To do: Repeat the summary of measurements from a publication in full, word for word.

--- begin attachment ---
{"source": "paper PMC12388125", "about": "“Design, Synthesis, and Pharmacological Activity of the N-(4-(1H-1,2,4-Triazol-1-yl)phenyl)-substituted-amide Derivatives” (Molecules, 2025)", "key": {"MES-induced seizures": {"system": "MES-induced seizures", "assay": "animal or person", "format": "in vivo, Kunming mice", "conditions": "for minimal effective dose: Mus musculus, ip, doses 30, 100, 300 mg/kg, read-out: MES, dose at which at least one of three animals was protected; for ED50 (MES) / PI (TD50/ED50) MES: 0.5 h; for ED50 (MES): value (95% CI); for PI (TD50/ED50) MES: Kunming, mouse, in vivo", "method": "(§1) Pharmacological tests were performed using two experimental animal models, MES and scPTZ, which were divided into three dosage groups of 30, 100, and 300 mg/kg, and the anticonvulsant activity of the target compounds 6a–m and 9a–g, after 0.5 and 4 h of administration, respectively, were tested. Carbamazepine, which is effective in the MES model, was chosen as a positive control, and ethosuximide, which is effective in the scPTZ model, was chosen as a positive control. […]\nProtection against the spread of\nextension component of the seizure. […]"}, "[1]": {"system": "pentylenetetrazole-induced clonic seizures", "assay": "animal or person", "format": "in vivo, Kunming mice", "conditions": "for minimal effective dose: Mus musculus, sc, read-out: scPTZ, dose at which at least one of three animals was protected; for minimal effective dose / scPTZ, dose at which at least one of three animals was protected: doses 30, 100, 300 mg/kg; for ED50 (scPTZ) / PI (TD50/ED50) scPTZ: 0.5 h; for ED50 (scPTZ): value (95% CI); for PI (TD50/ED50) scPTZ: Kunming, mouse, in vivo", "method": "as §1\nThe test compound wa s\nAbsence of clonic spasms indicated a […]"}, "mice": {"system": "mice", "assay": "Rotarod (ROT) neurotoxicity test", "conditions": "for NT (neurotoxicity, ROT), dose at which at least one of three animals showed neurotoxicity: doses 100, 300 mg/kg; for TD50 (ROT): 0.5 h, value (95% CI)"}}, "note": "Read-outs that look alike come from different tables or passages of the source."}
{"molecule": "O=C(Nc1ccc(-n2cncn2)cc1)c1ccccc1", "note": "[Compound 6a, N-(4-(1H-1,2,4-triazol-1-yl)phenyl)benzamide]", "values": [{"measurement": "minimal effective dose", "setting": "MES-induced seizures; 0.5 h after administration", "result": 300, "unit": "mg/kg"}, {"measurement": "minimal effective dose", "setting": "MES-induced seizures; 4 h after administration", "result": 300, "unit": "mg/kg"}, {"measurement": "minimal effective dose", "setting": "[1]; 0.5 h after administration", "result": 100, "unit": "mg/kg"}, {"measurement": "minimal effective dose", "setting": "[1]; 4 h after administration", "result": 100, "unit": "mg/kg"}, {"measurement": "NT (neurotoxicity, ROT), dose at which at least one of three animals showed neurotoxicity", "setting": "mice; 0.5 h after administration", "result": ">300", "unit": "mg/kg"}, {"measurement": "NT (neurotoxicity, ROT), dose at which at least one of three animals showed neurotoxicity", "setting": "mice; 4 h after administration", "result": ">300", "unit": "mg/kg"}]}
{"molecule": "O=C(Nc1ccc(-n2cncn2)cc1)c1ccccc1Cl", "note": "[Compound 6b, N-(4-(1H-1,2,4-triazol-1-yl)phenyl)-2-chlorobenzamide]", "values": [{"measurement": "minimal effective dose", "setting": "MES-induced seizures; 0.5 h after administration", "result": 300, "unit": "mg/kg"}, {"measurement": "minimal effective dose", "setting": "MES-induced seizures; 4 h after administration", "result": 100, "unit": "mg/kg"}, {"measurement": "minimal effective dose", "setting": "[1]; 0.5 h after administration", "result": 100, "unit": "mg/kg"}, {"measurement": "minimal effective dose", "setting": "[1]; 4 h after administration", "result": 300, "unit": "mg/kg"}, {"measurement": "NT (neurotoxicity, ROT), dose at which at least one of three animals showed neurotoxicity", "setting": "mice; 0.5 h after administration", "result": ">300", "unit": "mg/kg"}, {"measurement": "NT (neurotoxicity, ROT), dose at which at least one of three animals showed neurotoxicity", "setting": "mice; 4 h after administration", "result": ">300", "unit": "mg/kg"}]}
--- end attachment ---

{"source": "paper PMC12388125", "about": "“Design, Synthesis, and Pharmacological Activity of the N-(4-(1H-1,2,4-Triazol-1-yl)phenyl)-substituted-amide Derivatives” (Molecules, 2025)", "key": {"MES-induced seizures": {"system": "MES-induced seizures", "assay": "animal or person", "format": "in vivo, Kunming mice", "conditions": "for minimal effective dose: Mus musculus, ip, doses 30, 100, 300 mg/kg, read-out: MES, dose at which at least one of three animals was protected; for ED50 (MES) / PI (TD50/ED50) MES: 0.5 h; for ED50 (MES): value (95% CI); for PI (TD50/ED50) MES: Kunming, mouse, in vivo", "method": "(§1) Pharmacological tests were performed using two experimental animal models, MES and scPTZ, which were divided into three dosage groups of 30, 100, and 300 mg/kg, and the anticonvulsant activity of the target compounds 6a–m and 9a–g, after 0.5 and 4 h of administration, respectively, were tested. Carbamazepine, which is effective in the MES model, was chosen as a positive control, and ethosuximide, which is effective in the scPTZ model, was chosen as a positive control. […]\nProtection against the spread of\nextension component of the seizure. […]"}, "[1]": {"system": "pentylenetetrazole-induced clonic seizures", "assay": "animal or person", "format": "in vivo, Kunming mice", "conditions": "for minimal effective dose: Mus musculus, sc, read-out: scPTZ, dose at which at least one of three animals was protected; for minimal effective dose / scPTZ, dose at which at least one of three animals was protected: doses 30, 100, 300 mg/kg; for ED50 (scPTZ) / PI (TD50/ED50) scPTZ: 0.5 h; for ED50 (scPTZ): value (95% CI); for PI (TD50/ED50) scPTZ: Kunming, mouse, in vivo", "method": "as §1\nThe test compound wa s\nAbsence of clonic spasms indicated a […]"}, "mice": {"system": "mice", "assay": "Rotarod (ROT) neurotoxicity test", "conditions": "for NT (neurotoxicity, ROT), dose at which at least one of three animals showed neurotoxicity: doses 100, 300 mg/kg; for TD50 (ROT): 0.5 h, value (95% CI)"}}, "note": "Read-outs that look alike come from different tables or passages of the source."}
{"molecule": "O=C(Nc1ccc(-n2cncn2)cc1)c1ccccc1", "note": "[Compound 6a, N-(4-(1H-1,2,4-triazol-1-yl)phenyl)benzamide]", "values": [{"measurement": "minimal effective dose", "setting": "MES-induced seizures; 0.5 h after administration", "result": 300, "unit": "mg/kg"}, {"measurement": "minimal effective dose", "setting": "MES-induced seizures; 4 h after administration", "result": 300, "unit": "mg/kg"}, {"measurement": "minimal effective dose", "setting": "[1]; 0.5 h after administration", "result": 100, "unit": "mg/kg"}, {"measurement": "minimal effective dose", "setting": "[1]; 4 h after administration", "result": 100, "unit": "mg/kg"}, {"measurement": "NT (neurotoxicity, ROT), dose at which at least one of three animals showed neurotoxicity", "setting": "mice; 0.5 h after administration", "result": ">300", "unit": "mg/kg"}, {"measurement": "NT (neurotoxicity, ROT), dose at which at least one of three animals showed neurotoxicity", "setting": "mice; 4 h after administration", "result": ">300", "unit": "mg/kg"}]}
{"molecule": "O=C(Nc1ccc(-n2cncn2)cc1)c1ccccc1Cl", "note": "[Compound 6b, N-(4-(1H-1,2,4-triazol-1-yl)phenyl)-2-chlorobenzamide]", "values": [{"measurement": "minimal effective dose", "setting": "MES-induced seizures; 0.5 h after administration", "result": 300, "unit": "mg/kg"}, {"measurement": "minimal effective dose", "setting": "MES-induced seizures; 4 h after administration", "result": 100, "unit": "mg/kg"}, {"measurement": "minimal effective dose", "setting": "[1]; 0.5 h after administration", "result": 100, "unit": "mg/kg"}, {"measurement": "minimal effective dose", "setting": "[1]; 4 h after administration", "result": 300, "unit": "mg/kg"}, {"measurement": "NT (neurotoxicity, ROT), dose at which at least one of three animals showed neurotoxicity", "setting": "mice; 0.5 h after administration", "result": ">300", "unit": "mg/kg"}, {"measurement": "NT (neurotoxicity, ROT), dose at which at least one of three animals showed neurotoxicity", "setting": "mice; 4 h after administration", "result": ">300", "unit": "mg/kg"}]}